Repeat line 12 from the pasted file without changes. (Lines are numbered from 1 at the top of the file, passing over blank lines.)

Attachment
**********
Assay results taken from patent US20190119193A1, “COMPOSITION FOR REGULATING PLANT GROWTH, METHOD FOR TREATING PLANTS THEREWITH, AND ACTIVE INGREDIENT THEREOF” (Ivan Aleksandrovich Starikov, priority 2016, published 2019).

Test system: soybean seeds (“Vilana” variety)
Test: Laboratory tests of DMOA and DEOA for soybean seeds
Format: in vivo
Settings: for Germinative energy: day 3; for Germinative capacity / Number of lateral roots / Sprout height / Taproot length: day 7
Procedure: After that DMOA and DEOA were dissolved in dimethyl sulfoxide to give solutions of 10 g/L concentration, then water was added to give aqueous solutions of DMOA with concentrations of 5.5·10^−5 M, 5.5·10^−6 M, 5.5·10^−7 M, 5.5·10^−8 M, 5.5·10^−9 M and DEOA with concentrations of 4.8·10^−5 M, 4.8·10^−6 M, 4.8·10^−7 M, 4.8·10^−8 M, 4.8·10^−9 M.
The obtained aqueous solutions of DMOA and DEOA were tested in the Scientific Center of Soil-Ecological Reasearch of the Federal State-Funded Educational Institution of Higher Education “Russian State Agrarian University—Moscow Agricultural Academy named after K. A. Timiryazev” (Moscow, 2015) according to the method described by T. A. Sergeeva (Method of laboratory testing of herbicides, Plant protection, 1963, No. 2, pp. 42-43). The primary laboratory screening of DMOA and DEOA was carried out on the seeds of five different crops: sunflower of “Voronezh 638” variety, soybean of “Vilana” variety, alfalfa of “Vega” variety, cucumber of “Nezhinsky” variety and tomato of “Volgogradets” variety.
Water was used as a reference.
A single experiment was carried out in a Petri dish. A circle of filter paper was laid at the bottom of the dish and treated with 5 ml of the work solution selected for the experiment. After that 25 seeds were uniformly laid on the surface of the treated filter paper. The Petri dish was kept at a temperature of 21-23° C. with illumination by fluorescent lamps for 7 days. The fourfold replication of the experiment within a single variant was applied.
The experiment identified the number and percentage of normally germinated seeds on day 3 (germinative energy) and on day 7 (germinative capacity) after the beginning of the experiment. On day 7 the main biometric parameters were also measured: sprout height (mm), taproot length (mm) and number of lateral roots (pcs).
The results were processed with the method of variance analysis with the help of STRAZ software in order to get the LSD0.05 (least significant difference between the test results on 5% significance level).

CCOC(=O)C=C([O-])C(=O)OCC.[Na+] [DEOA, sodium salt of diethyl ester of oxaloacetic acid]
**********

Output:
CCOC(=O)C=C([O-])C(=O)OCC.[Na+] [DEOA, sodium salt of diethyl ester of oxaloacetic acid]